The assumption is made that you have a reasonable grasp of what runes and rune magic are, and already know that they are associated with people from cold northern realms (think Vikings in the real world), it dives straight in by explaining that you need a Rune Knowledge feat to use them at all, and a Rune Mastery feat to develop your skills. Thereafter, though, the contents are excellent with a lot of material to get your teeth into.
First up, the Rune Knowledge and Rune Mastery feats are given in full detail, then there's a fascinating run-through of the runes themselves. This makes it clear that learning rune magic is a slow and painstaking process: when you learn Rune Knowledge you get to choose just TWO runes which you can use (and Rune Mastery enables to use a single rune you know at a higher level)... fortunately you can take both feats multiple times. For each rune, you get a specific bonus just because you know it, and then you learn the effects of tracing that rune (standar...
These are fantastic! I bought the actual cards and they add a very fun element the game when a mage fumbles a spell. They are generic enough for a GM to apply to any game system they are playing (5e, Pathinder, Arrowflight, etc)
I highly recommend a set of these!
There's a wealth of eldritch, bizarre adventure in this relatively small package, and the tables provided are fun and useful in themselves. Both CDS 1.11 and 'classic' CDS are great games-- and there are things I prefer about the rules of classic CDS-- but in terms of setting, I'm enjoying the move towards less comedy and more Lovecraftian science-fantasy that this adventure represents.
Finally !!! Perfect !!!
About 20 completely different figures. And as many variants of them ( different weapons, changed positions ... ). For a total of more than 40 figures ( plus accessories and horses ). A perfect set to represent TYW dismounted dragons. But not for ECW. These figures represent properly historical dragons in Eastern Europe. In my opinion they are Polish dragoons of the seventeenth century ( They have participated in important ways in TYW ).
Perfect figures. Five stars only because this is the limit.
What else? ( My personal wish list ): Mounted dragoons. "Western" dragons ( just need a plate armor and different helmets/hats ). Color variations as was done for for musketeers and pikemen.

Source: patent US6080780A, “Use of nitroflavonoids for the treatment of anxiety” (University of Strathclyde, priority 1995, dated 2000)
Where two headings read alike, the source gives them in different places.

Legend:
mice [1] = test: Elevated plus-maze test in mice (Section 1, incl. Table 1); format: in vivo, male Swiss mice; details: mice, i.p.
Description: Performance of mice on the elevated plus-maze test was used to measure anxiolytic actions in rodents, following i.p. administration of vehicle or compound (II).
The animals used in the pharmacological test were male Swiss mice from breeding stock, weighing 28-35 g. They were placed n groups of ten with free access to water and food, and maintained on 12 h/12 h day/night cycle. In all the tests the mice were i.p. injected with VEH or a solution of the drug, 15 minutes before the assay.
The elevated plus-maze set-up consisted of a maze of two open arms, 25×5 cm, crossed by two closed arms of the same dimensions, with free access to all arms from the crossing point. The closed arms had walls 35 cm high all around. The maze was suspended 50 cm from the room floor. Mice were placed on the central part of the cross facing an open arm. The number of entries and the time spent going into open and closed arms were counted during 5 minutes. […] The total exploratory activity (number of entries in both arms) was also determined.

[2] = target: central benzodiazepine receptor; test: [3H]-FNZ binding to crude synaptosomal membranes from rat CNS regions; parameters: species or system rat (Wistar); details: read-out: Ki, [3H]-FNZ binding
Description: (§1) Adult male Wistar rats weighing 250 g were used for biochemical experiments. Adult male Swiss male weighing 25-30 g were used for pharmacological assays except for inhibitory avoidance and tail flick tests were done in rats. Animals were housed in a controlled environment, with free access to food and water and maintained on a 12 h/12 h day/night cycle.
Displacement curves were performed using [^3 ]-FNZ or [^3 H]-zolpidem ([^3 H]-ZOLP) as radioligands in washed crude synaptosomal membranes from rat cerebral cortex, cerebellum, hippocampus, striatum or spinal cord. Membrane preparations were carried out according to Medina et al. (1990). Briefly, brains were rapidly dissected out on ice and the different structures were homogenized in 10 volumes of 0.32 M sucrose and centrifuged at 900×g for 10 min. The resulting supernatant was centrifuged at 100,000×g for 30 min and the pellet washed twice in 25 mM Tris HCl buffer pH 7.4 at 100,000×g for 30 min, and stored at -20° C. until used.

Thank you very much Mr. Permes....
I like this variation, it helps to make magick seem less mundane in the game.
As magick no longer uses an ordinary pack of cards, it is separated from making common actions in the game and so adds to the mystique of those who have ‘the Talent’. The way the 22 Major Arcana are dealt with to provide extra benefits or problems to the spell cast (or spell caster) fits well into the way I think of how Falkensteinian magick works, as a sort of struggle of willpower trying to exert control and form over a random natural flow of Thaumatic Energy. Plus, it adds about 10% more Thaumatic Energy to draw on in a region - What could possibly go wrong?...
This book is beautifully illustrated and the text, pictures and mix of fiction, ‘fact’ and rules in its content are nicely done in a style that is consistent with the original series of books.
The first part clarifies several issues with animals in the original rules and describes how abilities work for slightly differently for creatures. It adds new abilities for creatures and Dramatic Characters, along with rules for creating your own creatures.
The next part covers Intelligent animals (some suitable for playing as Dramatic Characters) and magickal familiars. We are introduced to Sphinxes and True Unicorns as allies & adversaries.
The story continues by detailing the kingdom of Kongo, Moreau’s beastmen and Dinosaurs, though you will have to design your own T-Rex. Following this is a bestiary of magickal creatures, each with an an adventure seed, and a section on common animals.
The book is finished with a list of Host Characters drawn from our history and fiction wh...